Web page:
Gerry Foley, Socialist and Republican: 1939 − 2012
On foot of the sad news that Gerry Foley has died here’s a few pieces relating to him and his life. As a socialist with a profound interest in Ireland and matters Irish and as the author of a number of pamphlets directly linked to that his views of the situation, particularly in the early to mid 1970s are of particular interest.
Gerry Foley 1939 - 2012 : An American Revolutionary Inspired by Irish RebellionsMany thanks to friends and comrades on the Cedar Lounge Site for publishing a tribute to an old friend and comrade, Gerry Foley. Here is an article from March 1996 where Foley analyses the state of the "Peace Process" in Ireland after the IRA had broken its ceasefire and started a bombing campaign in England. Two key points are highlighted here :
There is a well-established pattern in the long history of Irish republicanism that when the movement loses its momentum or its perspective in Ireland it turns to bombing England in the hope that scattered explosions in the imperial heartland will have a political effect greater than anything that can be achieved in Ireland. Such a course was followed in the name of the "Skirmishing Fund" in the 1880s after the Land League struggles were defused by a reformist leadership and at the end of the 1930s when the IRA was torn apart by unresolved political differences and lost its direction.
The movement found itself in a blind alley when it proved unable to widen the political breakthrough that it had made in 1980-81 as a result of the mass movement in support of the ten Republican prisoners who starved themselves to death one after the other in protest against the British machinery of repression. This was the basic political context in which Republican leadership began negotiations with the British authorities in 1990, which led to the IRA ceasefire on August 31, 1994.
John Meehan April 23 2012 What's behind the breakdown of the Irish Peace Process? by Gerry Foley The Irish "peace process" was not ended by the flurry of IRA bombings in London in February. At the end of the month, the British and Irish governments announced agreement for the start of all-party talks -- including Sinn Fein, the Irish Republican political organization -- on June 10.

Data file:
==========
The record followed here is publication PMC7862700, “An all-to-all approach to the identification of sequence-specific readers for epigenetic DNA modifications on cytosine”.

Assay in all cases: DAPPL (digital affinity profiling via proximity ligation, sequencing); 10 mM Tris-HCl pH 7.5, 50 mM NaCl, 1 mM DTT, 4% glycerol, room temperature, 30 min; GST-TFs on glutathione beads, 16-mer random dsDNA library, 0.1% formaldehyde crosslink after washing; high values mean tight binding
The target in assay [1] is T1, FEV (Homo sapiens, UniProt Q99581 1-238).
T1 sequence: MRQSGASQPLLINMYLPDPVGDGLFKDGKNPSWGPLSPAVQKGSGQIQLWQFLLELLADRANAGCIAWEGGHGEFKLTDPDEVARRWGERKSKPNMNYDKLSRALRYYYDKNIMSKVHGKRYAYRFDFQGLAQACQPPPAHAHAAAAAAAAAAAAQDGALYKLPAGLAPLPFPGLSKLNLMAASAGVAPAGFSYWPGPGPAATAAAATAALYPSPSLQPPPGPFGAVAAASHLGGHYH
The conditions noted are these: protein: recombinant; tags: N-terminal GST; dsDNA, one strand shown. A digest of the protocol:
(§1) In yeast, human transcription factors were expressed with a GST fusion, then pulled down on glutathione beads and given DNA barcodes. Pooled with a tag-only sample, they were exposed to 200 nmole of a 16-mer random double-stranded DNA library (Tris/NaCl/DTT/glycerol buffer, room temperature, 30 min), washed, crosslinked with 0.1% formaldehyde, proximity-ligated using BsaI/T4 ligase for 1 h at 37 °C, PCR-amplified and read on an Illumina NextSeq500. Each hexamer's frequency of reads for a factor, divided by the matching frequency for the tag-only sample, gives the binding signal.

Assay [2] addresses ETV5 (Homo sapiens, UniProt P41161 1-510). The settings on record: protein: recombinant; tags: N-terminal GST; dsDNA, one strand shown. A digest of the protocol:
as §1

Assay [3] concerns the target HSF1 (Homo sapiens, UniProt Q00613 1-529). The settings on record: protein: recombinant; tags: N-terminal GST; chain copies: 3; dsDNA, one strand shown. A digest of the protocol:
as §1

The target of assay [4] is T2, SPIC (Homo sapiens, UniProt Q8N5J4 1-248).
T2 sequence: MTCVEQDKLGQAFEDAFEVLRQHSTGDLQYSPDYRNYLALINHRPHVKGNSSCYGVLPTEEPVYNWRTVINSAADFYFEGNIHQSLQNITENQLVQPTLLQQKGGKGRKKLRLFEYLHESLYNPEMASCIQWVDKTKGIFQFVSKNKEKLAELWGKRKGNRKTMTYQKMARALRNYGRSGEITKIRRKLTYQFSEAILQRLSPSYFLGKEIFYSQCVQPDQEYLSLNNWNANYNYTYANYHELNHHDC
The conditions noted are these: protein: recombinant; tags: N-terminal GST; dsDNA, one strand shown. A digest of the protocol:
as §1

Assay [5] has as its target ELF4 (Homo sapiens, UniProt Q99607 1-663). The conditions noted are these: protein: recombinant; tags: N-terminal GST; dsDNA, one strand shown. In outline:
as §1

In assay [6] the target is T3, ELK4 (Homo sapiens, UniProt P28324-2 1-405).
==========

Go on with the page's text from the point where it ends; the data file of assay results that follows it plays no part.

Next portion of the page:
So-called proximity talks -- that is, indirectly involving Sinn Fein -- were to be held in March 4-13 to prepare for a new round of negotiations. As a condition for including Sinn Fein in the June talks, London and Dublin insisted on a resumption of the IRA ceasefire. Gerry Adams, president of Sinn Fein, and John Hume, leader of the bourgeois nationalist Social Democratic and Labour Party (SDLP), met with the IRA leadership to discuss renewal of the "peace process." The IRA response was noncommittal, obviously reflecting an uneasiness in the Republican movement over where the peace process had been leading. The IRA statement, released February 29, said: "We listened attentively to the case presented by both leaders and noted their shared commitment to restoring the peace process... "For our part," the IRA leadership continued, "we restated our absolute commitment to our republican objectives, which include the free exercise by the Irish people of our inalienable right to national self-determination. "We also took the opportunity to reiterate what we said on February 9 [the date of the statement declaring the end of the ceasefire], stressing that a resolution of the conflict in our country demands justice and an inclusive negotiated settlement without preconditions. "We pointed out to Mr. Hume and Mr. Adams that the failure of the British government to put in place inclusive negotiations free from preconditions, the abuse of the peace process by the British over 18 months, and the absence of an effective and democratic approach capable of providing an irrevocable momentum towards a just and lasting peace in Ireland, were the critical elements which led to the failure, thus farm, of the Irish peace process." The conditions that led to the "peace process" still exist. The British government and its pro-imperialist allies in Northern Ireland have not crushed the insurgency of the radicalized section of the nationalist population in the Catholic ghettos. On the other hand, the military campaign of the IRA has been effectively contained by the massive British military machine. Politically, the militant nationalists have been clearly isolated and on the defensive for many years. In a blind alley The movement found itself in a blind alley when it proved unable to widen the political breakthrough that it had made in 1980-81 as a result of the mass movement in support of the ten Republican prisoners who starved themselves to death one after the other in protest against the British machinery of repression. This was the basic political context in which Republican leadership began negotiations with the British authorities in 1990, which led to the IRA ceasefire on August 31, 1994. On February 9, 1996, the IRA leadership announced that it was ending the ceasefire. Their statement said: "The [ceasefire] presented an historic challenge for everyone, and an Oglaigh na hIireann [IRA] commends the leaderships of nationalist Ireland at home and abroad. "They rose to the challenge. The British prime minister did not. Instead of embracing the peace process, the British government acted in bad faith with Mr. Major and the Unionist leaders squandering this unprecedented opportunity to resolve the conflict.... "We take this opportunity to reiterate our total commitment to our Republican objectives. The resolution of the conflict in our country demands justice. It demands an inclusive negotiated settlement. That is not possible unless and until the British government faces up to its responsibilities. "The blame for the failure thus far of the Irish peace process lies squarely with John Major and his government." This statement was followed within hours by the explosion of a truck bomb outside a large building in the Docklands area of London. The blast was claimed by the IRA. On February 15, a small bomb placed by the IRA in a phone box in London's theatre district was defused by police, following an IRA warning. On February 18, a bomb carried by an IRA operative on a London bus exploded prematurely, killing him and injuring several passengers. According to accounts in the British press, about a third of the IRA men killed since the start of the insurgency in Northern Ireland have died in premature explosions of their own bombs. This figure attests to readiness for self-sacrifice of the Republican volunteers but not to a high degree of military organization. That is understandable. The IRA is based essentially on a small impoverished community that is under the constant surveillance of one of the world's biggest and best equipped professional military forces. A well-established pattern What is decisive for the IRA, therefore, is the political impact of its actions, and in particular the effect on the morale of its activists and supporters. There is a well-established pattern in the long history of Irish republicanism that when the movement loses its momentum or its perspective in Ireland it turns to bombing England in the hope that scattered explosions in the imperial heartland will have a political effect greater than anything that can be achieved in Ireland. Such a course was followed in the name of the "Skirmishing Fund" in the 1880s after the Land League struggles were defused by a reformist leadership and at the end of the 1930s when the IRA was torn apart by unresolved political differences and lost its direction. This pattern tends to recur, despite the fact that its political effects on British and international pubic opinion have always been negative. On the other hand, these actions have served as a symbol of indomitable resistance for Irish Republicans themselves. In the present situation of the peace process, however, the Republican strategy is to use the pressure of international public opinion to induce the British to give concessions to the nationalist people. In this respect, it is hard to see how the London bombings could have any effect other than to weaken the political position of the Republican movement. That point was made in fact in two quite long letters published in the February 29 issue of An Phoblacht/Republican News, the weekly newspaper of the Republican movement. In one of them, a Republican political prisoner in England, Joe O'Connell, wrote: "For the IRA to order a resumption of war until it is promised a date for all-party negotiations -- something which is achievable under the now binned peace process anyway -- must surely go down as the most stupid, blinkered and ill-conceived decision ever made by a revolutionary body anywhere ever before in history." Given the intense pressures on the Republicans in the wake of the London bombings, publication of these letters must have been a carefully considered political decision. Endless "talks about talks" On the other hand, in the same issue of An Phoblacht, the editorial touched on the nub of the problem: "So the convoluted progress of the peace process continues with yet more convoluted language.... "Republicans should welcome the fixed date for all-party talks, but essential guarantees must be in place.... Sinn Fein cannot sign up to a process which underpins the unionist veto [e.g. the veto of the pro-imperialist settler caste that is a majority in Northern Ireland but a minority in Ireland as a whole] and partition.... "On Wednesday evening, in the aftermath of the communique, Unionists signalled that they will not move beyond the first item on the agenda -- in effect, decommissioning [the IRA surrendering its weapons] -- until it is resolved. "In fact, David Trimble went further and said that his party will not meet face to face with Sinn Fein until the issue is resolved. How then can there be all-party talks?" To sum it up, the peace process has become a labyrinth in which the Republicans find themselves becoming more and more lost, further and further from the goals of their struggle, and without even any real alleviation of the repression from which they have been suffering. That is obviously the reason why the IRA statements kept repeating that the movement is going to stick resolutely to its goal -- a united Ireland free of imperialist domination. One might think something else from the Sinn Fein leaders' exaltation of "peace" as the greatest of "sublunary blessings," and from the "hand of friendship" that Adams has extended even to British Prime Minister John Major. Since the IRA have suffered most for the movement's goals, obviously they feel the drift from them most acutely. In this regard, the new promise of "all party talks" solves absolutely nothing. In fact, it appears only to be a continuation of the British delaying tactics designed to exhaust the patience of the militant nationalists and provoke them into desperate acts that can be exploited to further isolate and demoralize themselves and their supporters. Increasing frustration The critics in the February 29 An Phoblacht of the IRA's resumption of military action were quite correct about the effects of these actions. What they failed to recognize is that they are absolutely inevitable if the "peace process" talks about talks keep dragging on with no results expect increasing the confusion and frustration of the nationalist population. In fact, the new agreement for talks is between the British and Irish governments, in which Sinn Fein is included as basically a juvenile delinquent ward of the Irish government. Dublin effectively promised to get the Republicans to mind their manners in order to be accepted into talks, and thus is now twisting their arms harder and harder. After the end of the IRA ceasefire, the Sinn Fein leadership called for public pressure for a resumption of the peace process. On the weekend of February 24-25, in fact, there were demonstrations of tens of thousands of people in Ireland for peace. But Sinn Fein found itself mingling with forces that were demanding a peace that meant simply condemnation of the IRA and abandonment of the goal of national liberation. The IRA itself, while impatient with the "peace process," has still not challenged its basic premise, the "nationalist consensus" -- that is, a bloc of all nationalists, including the Dublin government and the bourgeois nationalists of the SDLP. That is the nub of the problem. The Republicans recognize there is a contradiction between the British imperialist and all nationalists, including the bourgeois nationalists. After all, the bourgeois nationalists rule in the name of the goal of Irish independence. But they have decided to forget that they live by selling out Irish nationalism. Thus, the contradiction cannot be exploited simply by hobnobbing with them. That means that they pull the Republicans rather than the other way around. The only way to exploit the contradiction is to expose the bourgeois nationalists' false pretences of defending the interests of the Irish people. But this requires mass campaigns against the most acutely felt concrete effects of imperialist domination, not abstract appeals to the bourgeois nationalists' presumed love of peace and sense of responsibility, or concern for the fate of their compatriots. The civil rights struggle that led to the insurgency in Northern Ireland and assured its continuation for more than 25 years shows what can be accomplished by such a course. It was the failure of the Republicans to set in motion such a process in the South after the end of the 1980-81 hunger strikes that led them into their present predicament. Gerry Foley was International Editor for Socialist Action USA when this article first appeared in March 1996.